instead of seeing dialects with diverging slang, dialects with diverging rules
of grammar rules of syntax will occur. According to Laura Clout (Clout,
L.2008), in Indian English, people use the present continuous despite the
present simple. For example, in British English, we would say, “I think, I
feel, I see.”, but a speaker of Indian English might say, “I am thinking, I am
feeling, I am seeing.”. From this, according to David Crystal, (Crystal, D. 1997),
we can see that “English will become a family of languages, just as Latin did a
thousand years ago.”. The dialects could be affected by a non-English language,
and this trend could accelerate to the point that in the future instead of one
standardized version of English. We have multiple versions of mutually
unintelligible dialects based on the English language.


Regarding the future of English
language will evolve, will English language fragment into different
unintelligible languages? In order to account for this question, the definition
of unintelligible language needs to be illustrated. Unintelligible language is
incomprehensive, not able to be understood by the people of different language
families. Due to the unrelated language varieties, its creates confusing or complicated
meaning, or because it is not written or pronounced clearly. In linguistics, intelligibility
among languages can vary according to the vocabulary, pronunciation, and grammar
between two different languages or dialects. To a large extent, I agree with
the statement that the varieties of English which are used in different parts
of the world nowadays will fragment into different unintelligible languages.


First, for the historical
aspect, the English language will also fragment into different unintelligible
languages, similar to the case of Latin. It is practical and reasonable to compare
English and Latin. They are big languages in the world. Latin was a language
used by the Roman Empire. Enormous as Latin was, it was the de facto language
in Europe until the 17TH century. From 200BC to 100BC, due to the
innovation of science and technology, as well as outstanding political and
military, the Roman Empire expanded rapidly through colonization in Europe.
This enabled Latin to become the dominant language. However, starting from the
5TH century, the decline of the Roman Empire causing the fading of
Latin. Latin, evolved into different languages which called the Romanic Languages.
French, Spanish, and Romanian are fragmented by Latin, which is spoken
worldwide. French, Spanish, and Romanian are different unintelligible
languages, with different varieties and unrelated vocabulary, grammar and
pronunciation. The history of the evolvement of Latin reflects the use of a
language depends mostly on the political and economic power of a country. English
might repeat the history of Latin, the varieties of English will fragment into different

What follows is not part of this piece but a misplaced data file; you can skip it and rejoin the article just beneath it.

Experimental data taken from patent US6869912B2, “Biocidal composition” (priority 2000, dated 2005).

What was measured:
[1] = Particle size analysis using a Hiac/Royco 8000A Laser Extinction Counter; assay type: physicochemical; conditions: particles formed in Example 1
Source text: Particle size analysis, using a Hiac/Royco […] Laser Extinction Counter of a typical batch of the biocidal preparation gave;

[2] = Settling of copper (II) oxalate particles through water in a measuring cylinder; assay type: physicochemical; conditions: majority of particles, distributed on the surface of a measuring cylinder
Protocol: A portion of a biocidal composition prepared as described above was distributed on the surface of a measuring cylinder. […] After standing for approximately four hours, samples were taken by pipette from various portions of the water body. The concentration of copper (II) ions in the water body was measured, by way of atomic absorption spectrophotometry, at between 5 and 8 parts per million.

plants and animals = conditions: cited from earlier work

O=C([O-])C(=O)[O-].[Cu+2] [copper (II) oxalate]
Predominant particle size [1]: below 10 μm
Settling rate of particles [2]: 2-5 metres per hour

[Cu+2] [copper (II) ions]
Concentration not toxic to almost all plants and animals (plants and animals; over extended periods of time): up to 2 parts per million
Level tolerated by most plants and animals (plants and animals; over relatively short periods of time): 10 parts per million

unintelligible languages. The role of English is similar to Latin, first, owing
to strong political and economic power of Britain in history, English as an
international language, has been used widely around the world. Next, English is
also developing into different varieties of World Englishes. The English
language might disintegrate into many independent and unintelligible languages,
such as Singlish and Chinglish. However, these process needs to take a long
time, maybe a few centuries.


Second, the English language
will fragment into different unintelligible languages, these unintelligible
languages have been called “New Englishes”. Since the government wants to
establish and express national identity, new Englishes have arisen. These new
varieties are combined with English and the own language of that country, in
order to meet their own needs, such as effective governance, the medium of
instruction. These unintelligible languages can be developed through adding
lexical items, creating grammatical rules, and developing a new standard of pronunciation.
For those countries or cities with different language families of English, the
new variety of English which has emerged will turn unintelligible to outsiders.
In these decades, more and more Chinese learn English, according to Graddol (Graddol,
D. 2006), “176.7 million Chinese were studying English in 2005 and 20 million
new users of English were produced each year.”, which means there might be
around 436.7 million Chinese studying English in 2018. English in China is
influential to the development of World Englishes, because of China’s
prosperous economic growth, people across the globe want to communicate with
Chinese people for business, cultural activities. They would use English to
communicate, as English is a lingua franca. English is used increasingly in
Asia. For the time being, new varieties of English combined with the feature of
Asian language will be created. This is how the English language will fragment
into different unintelligible languages. For example, Singlish, Chinglish, Inglish,
Japlish. These new Englishes are dissimilar to British English and American


To sum up, in the nearing
future, English language is going to evolving into a multiple of English’s,
which means English mixed with the languages used by the people who use it as a
second language. The new varieties will transform and change according to the
way people use it. Ultimately, the varieties of English will fragment into
different unintelligible languages, we have multiple versions of unintelligible
dialects or languages based on the English language.

For example, Singlish, Inglish,
or even Chinglish. According to Kachru, (Kachru, B. B. 2004), “There have
always been mutually unintelligible dialects of Arabic, Chinese, Hindi, and
Latin, there is no reason to believe that the linguistic feature of English
will be any different.”. As a result, English may disintegrate to form unintelligible